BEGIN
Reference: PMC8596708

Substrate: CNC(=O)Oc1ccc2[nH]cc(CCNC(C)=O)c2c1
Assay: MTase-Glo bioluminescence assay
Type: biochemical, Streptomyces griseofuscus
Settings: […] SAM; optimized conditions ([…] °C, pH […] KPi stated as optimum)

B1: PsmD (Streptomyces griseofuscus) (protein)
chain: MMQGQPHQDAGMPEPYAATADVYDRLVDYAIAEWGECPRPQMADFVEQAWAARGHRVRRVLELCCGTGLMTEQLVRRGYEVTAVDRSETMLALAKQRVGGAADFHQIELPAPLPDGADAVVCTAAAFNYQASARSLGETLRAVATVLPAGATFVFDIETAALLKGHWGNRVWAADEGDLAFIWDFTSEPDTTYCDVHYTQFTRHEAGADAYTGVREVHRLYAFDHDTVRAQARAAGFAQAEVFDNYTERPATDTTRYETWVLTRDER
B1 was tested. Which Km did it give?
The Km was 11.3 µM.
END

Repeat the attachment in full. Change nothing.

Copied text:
Reference: PMC8596708

Substrate: CNC(=O)Oc1ccc2[nH]cc(CCNC(C)=O)c2c1
Assay: MTase-Glo bioluminescence assay
Type: biochemical, Streptomyces griseofuscus
Settings: […] SAM; optimized conditions ([…] °C, pH […] KPi stated as optimum)

B1: PsmD (Streptomyces griseofuscus) (protein)
chain: MMQGQPHQDAGMPEPYAATADVYDRLVDYAIAEWGECPRPQMADFVEQAWAARGHRVRRVLELCCGTGLMTEQLVRRGYEVTAVDRSETMLALAKQRVGGAADFHQIELPAPLPDGADAVVCTAAAFNYQASARSLGETLRAVATVLPAGATFVFDIETAALLKGHWGNRVWAADEGDLAFIWDFTSEPDTTYCDVHYTQFTRHEAGADAYTGVREVHRLYAFDHDTVRAQARAAGFAQAEVFDNYTERPATDTTRYETWVLTRDER
B1 was tested. Which Km did it give?
The Km was 11.3 µM.